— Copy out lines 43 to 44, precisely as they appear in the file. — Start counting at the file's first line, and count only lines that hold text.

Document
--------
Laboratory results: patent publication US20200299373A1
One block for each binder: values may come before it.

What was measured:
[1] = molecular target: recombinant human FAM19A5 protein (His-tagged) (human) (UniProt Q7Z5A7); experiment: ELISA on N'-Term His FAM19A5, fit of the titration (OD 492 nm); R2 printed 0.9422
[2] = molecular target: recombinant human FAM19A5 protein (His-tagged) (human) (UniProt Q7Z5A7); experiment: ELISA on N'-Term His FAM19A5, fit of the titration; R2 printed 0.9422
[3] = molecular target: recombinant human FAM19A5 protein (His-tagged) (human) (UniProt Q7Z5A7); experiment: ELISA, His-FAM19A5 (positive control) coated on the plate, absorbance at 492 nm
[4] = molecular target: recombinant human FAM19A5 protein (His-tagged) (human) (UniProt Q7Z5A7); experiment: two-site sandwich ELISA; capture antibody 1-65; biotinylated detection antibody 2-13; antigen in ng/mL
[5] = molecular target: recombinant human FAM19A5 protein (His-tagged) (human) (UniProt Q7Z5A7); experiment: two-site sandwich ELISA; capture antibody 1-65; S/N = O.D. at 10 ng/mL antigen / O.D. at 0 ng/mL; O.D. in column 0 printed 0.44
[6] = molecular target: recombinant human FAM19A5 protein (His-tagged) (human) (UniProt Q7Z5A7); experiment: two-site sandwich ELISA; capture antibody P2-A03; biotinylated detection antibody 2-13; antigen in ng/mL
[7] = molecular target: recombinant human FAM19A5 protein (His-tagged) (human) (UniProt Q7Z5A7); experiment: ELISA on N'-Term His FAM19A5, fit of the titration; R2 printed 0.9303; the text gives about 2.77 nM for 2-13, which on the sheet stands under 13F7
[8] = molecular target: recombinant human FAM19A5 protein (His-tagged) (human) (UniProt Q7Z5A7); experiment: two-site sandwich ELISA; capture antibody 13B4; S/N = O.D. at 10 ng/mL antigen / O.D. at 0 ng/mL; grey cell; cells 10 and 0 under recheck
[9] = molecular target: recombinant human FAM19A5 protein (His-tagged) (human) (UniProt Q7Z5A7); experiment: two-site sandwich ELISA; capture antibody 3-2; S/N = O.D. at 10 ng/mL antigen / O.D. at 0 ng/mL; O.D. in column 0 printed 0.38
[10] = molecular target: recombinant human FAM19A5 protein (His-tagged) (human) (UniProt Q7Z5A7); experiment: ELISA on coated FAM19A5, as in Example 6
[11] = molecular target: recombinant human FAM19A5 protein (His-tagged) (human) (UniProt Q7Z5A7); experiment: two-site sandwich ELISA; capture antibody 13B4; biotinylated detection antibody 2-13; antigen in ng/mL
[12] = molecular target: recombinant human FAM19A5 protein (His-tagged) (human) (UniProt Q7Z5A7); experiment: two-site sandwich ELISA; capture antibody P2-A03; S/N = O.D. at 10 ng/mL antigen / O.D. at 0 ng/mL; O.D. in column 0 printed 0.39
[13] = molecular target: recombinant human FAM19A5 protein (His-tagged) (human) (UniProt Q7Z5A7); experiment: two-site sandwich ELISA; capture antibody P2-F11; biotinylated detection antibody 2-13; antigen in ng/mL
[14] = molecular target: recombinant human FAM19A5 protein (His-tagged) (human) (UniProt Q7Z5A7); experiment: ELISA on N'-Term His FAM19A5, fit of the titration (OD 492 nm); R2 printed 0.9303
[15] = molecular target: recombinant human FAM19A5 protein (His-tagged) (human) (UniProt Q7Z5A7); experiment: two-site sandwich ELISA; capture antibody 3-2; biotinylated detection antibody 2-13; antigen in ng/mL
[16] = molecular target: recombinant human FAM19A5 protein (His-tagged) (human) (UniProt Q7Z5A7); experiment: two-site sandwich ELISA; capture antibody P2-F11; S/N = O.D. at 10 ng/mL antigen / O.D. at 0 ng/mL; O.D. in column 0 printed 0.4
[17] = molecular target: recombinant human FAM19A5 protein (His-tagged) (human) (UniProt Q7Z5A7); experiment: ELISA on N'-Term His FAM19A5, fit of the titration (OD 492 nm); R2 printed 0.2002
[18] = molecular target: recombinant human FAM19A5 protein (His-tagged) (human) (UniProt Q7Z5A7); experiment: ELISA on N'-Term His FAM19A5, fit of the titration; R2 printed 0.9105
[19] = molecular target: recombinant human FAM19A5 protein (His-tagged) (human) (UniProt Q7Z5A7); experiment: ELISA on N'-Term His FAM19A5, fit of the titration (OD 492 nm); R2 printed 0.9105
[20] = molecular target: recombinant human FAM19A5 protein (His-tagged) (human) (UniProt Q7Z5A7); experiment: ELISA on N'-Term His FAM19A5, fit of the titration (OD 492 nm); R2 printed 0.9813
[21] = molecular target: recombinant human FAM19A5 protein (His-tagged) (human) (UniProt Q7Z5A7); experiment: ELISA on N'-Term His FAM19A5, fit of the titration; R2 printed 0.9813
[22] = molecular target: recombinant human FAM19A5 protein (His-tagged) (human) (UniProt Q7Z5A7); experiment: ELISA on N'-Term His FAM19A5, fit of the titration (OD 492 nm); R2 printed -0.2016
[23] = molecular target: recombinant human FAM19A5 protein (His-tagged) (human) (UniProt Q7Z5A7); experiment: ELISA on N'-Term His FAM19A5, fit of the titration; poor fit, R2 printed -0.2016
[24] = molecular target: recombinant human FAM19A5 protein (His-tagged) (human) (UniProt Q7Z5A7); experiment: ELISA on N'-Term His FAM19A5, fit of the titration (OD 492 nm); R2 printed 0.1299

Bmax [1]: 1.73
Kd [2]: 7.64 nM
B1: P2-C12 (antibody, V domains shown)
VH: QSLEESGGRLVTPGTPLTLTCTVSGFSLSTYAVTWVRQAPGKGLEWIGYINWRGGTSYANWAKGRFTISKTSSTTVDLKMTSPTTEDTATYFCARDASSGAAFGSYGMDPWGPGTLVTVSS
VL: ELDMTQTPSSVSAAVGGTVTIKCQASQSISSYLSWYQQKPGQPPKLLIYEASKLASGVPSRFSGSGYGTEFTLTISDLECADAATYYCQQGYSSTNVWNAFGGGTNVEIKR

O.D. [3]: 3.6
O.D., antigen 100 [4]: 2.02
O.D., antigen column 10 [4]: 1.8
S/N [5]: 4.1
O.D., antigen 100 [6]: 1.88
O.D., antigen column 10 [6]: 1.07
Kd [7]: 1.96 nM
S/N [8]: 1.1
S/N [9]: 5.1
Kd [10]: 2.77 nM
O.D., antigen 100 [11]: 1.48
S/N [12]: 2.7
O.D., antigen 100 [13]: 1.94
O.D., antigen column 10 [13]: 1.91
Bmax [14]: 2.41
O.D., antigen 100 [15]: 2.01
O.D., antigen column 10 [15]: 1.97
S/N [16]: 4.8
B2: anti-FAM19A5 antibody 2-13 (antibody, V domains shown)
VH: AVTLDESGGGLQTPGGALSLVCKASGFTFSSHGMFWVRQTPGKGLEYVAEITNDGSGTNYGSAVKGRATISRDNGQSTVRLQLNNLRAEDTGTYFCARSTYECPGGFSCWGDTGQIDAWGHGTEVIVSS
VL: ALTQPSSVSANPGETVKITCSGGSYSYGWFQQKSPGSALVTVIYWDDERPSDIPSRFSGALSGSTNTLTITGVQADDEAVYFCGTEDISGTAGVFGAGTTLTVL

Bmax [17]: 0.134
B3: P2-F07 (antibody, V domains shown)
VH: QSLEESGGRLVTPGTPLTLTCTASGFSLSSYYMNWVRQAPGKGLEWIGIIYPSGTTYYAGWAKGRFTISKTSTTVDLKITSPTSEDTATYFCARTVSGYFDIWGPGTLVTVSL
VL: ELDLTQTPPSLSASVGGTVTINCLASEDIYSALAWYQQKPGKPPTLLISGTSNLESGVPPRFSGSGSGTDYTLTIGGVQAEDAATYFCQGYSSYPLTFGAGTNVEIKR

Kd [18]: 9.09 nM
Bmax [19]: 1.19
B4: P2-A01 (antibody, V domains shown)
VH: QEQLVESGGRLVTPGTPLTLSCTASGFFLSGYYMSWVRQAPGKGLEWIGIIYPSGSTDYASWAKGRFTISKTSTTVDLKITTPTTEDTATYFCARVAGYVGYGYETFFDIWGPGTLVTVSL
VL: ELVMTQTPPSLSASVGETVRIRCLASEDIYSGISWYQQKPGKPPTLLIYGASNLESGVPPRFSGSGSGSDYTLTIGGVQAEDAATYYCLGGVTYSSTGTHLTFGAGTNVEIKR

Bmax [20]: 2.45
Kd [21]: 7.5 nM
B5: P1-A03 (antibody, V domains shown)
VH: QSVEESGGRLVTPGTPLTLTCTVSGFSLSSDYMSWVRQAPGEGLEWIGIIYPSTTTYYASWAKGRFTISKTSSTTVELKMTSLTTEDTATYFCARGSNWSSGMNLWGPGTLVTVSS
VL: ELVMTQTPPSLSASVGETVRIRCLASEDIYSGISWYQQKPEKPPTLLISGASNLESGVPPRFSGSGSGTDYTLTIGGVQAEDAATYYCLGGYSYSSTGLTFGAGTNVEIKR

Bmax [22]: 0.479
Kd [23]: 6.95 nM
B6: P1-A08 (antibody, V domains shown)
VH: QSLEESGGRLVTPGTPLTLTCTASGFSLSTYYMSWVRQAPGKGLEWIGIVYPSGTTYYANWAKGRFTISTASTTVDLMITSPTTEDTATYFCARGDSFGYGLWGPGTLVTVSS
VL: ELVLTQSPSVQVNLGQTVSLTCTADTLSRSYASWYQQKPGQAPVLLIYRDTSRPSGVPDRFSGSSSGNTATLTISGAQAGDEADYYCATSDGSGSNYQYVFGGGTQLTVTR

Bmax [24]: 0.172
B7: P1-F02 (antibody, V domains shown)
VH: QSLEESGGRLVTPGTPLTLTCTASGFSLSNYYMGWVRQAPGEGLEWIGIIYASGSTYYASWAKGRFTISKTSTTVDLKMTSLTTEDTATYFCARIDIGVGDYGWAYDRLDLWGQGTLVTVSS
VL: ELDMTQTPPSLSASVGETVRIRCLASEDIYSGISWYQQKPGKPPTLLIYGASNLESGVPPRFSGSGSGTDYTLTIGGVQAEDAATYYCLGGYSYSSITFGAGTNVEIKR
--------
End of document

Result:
O.D., antigen 100 [11]: 1.48
S/N [12]: 2.7